Monthly Archives: August 2007
Has Uncle Sam just conned the world?
There’s been an element of the pyramid scheme in stock markets for as long as there’s been a stock market. From time to time a pyramid grows into a big bubble, and bursts.
Right now the bubble that’s bursting is US housing, and money lent on it is being written off (even as the dodgy lenders are sending ever more spam). But who is paying? Markets in Europe and Asia appear to be suffering proportionally more than American markets. Does that mean the rest of the world is writing off a (big chunk of now privatised) US national debt?
And why are central banks bailing out their financial industries with huge amounts of public money? If I get into trouble, the best I can hope for is social security, and I’m not even eligible for that while I have a business. But for financial institutions, an altogether different story. Isn’t it massively inflationary to pour in billions of public money like that?
Something here smells of Keynesian intervention. But it’s being applied as an uncontrolled panic measure, a sticking plaster over the symptoms (not the cause) of the underlying problem. Can any good come of that, or is it pouring good money after bad?
Americans have a long history of being smarter investors than the rest of the world. That’s what gives them their big success stories, such as all the biggest names on the ‘net. And it’s probably also why their markets are faring less badly than others right now. But it has an ugly side, and when Uncle Sam unloads dodgy debt while continuing to accrue ever more of it, he’s no better than a con-man. The world is full of suckers.
You know Autumn is here when the blackberries are ripe on the bramble. This year, like last, autumn has come early, and this morning I picked my first blackberries of the year. The ripe ones are still relatively few and far between, but I managed to collect just over two litres of them, mostly from on and around the old viaduct.
I fear it will not be a good season for them, mostly because it’s too wet. The last time we had a season with no prolonged dry periods was 2004, when it became a challenge to find berries that were ripe without being also rotten. There are definite signs of that happening again this year, unless we get a change to more settled weather over the next couple of months.
I started on the canal towpath (very little fruit there yet), before going up to the viaduct. On the footpath along the Callington Road, some ghastly old bat emerged from a house on the far side of the road and asserted her rights to the blackberries there. Not that she’d have been physically capable of picking them. Contrasts sharply to one occasion last year, when I was picking them along the road out to Mount House School, and a very nice lady hailed me and asked if I’d like to collect a few cooking apples from her ample surplus (several big trees) to go with them.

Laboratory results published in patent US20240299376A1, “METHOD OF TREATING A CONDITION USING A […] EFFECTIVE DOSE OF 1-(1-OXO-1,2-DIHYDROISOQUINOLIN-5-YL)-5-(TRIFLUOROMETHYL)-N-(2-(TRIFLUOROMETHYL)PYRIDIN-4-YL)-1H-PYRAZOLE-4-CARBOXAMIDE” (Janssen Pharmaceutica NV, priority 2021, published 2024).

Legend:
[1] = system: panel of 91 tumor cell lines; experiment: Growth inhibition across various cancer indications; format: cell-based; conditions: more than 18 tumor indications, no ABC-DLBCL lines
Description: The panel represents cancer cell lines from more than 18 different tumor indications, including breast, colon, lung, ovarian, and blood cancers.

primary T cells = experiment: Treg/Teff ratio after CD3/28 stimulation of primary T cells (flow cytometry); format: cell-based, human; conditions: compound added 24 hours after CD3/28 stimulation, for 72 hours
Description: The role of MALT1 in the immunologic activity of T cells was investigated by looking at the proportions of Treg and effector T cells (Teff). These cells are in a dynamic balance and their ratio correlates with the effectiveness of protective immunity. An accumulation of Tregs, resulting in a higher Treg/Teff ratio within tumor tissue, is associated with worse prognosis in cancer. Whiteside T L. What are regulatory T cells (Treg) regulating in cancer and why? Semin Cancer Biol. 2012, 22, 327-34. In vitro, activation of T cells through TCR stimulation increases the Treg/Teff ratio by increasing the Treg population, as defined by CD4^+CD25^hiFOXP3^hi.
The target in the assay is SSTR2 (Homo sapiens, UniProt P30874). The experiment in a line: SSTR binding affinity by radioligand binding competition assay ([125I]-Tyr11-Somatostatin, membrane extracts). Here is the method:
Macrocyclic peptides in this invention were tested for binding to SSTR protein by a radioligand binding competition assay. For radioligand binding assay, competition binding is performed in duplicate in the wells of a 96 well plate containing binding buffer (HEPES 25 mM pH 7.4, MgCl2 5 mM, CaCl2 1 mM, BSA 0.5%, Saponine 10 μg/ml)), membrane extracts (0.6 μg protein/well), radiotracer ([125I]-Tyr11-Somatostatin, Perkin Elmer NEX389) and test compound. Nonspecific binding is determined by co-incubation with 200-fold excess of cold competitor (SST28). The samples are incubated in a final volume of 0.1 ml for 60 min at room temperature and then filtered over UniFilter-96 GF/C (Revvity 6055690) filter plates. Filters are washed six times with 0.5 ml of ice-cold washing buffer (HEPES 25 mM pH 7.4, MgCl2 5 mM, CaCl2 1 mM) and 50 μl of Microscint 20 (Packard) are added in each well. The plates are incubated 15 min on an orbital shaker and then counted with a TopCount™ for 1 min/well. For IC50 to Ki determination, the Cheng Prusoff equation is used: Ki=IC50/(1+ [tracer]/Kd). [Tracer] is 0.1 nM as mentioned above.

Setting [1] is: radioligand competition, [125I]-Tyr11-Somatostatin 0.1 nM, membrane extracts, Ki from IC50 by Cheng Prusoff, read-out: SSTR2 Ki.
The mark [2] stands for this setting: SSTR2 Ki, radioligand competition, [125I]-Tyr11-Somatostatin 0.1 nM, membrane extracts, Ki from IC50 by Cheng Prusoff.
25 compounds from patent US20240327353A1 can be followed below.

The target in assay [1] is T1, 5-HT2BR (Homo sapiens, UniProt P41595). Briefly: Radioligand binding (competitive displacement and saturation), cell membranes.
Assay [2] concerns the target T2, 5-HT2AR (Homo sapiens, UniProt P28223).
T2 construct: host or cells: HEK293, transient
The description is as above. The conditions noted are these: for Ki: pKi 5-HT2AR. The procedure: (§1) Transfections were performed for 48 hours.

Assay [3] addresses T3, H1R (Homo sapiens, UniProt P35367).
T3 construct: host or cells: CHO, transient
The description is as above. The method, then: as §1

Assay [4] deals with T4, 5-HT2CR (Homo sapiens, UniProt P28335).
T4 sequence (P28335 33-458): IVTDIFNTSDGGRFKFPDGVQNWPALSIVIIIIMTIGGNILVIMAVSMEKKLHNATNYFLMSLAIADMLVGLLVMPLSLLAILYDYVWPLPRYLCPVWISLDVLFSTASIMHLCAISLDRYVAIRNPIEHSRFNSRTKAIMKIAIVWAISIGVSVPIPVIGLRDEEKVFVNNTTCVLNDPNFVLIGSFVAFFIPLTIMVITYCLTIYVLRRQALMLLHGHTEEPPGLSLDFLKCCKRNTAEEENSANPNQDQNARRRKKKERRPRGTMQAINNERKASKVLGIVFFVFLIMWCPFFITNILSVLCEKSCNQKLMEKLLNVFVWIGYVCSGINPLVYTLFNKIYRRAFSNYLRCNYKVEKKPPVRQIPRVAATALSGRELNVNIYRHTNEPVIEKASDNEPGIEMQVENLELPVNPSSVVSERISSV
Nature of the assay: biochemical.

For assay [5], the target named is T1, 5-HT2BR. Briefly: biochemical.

Just three months after my second application, which I travelled to make in person, I finally have an ITIN. That is, a US Individual Taxpayer Identification Number. So finally my publisher can pay royalties on the book. That is, assuming there are no further hurdles in the way.
I must email them soon. It would be nice to hear how sales are going, too. Shame the dollar has lost half its value while I was waiting 😦
I really should use this post to pass on the Executive Summary and Recommendation to anyone else needing an ITIN from the US government:
- Don’t send them the forms.
- Do go in person to the nearest embassy, no matter how inconvenient.
Or failing that, pay one of the agents listed on their webpages to do the whole job. In retrospect, I’d probably have been better off stumping up some utterly exorbitant fee to have KPMG (who are an accredited agent and have an office in Plymouth) do it for me.
Under firm instructions from the publisher, I compiled a list of errata for the book as soon as I received it. These were all trivial matters: typos, and layout of code examples.
Now I’ve had a question from a reader that led to detecting a much more serious error: a broken code example on Page 141 (I won’t repeat the details here, but I’ve posted the fix on the errata page). My correspondent posted his code, I found an error in it, and traced the error back to mine.
What’s puzzling is how it got there in the first place. After verifying that there is indeed an error, I followed the link from the book’s companion page, and checked the module I’d drawn the example from. The module itself is correct. So where did the erroneous version come from, and why did neither I nor my reviewers pick up on it? I guess I must’ve been simplifying for the book, and it was an unfortunate chance that noone noticed.
Certainly in the latter part of the publishing process, including when compiling that first errata list under pressure, I wouldn’t have been looking for anything like that: I was just trying to limit the damage done in copyediting and typesetting.
I just upgraded webthing.com and apachetutor.org to Apache 2.2.5 today, after basic testing over the weekend. No change or recompilation required for any of the libraries, nor to my own or third-party modules.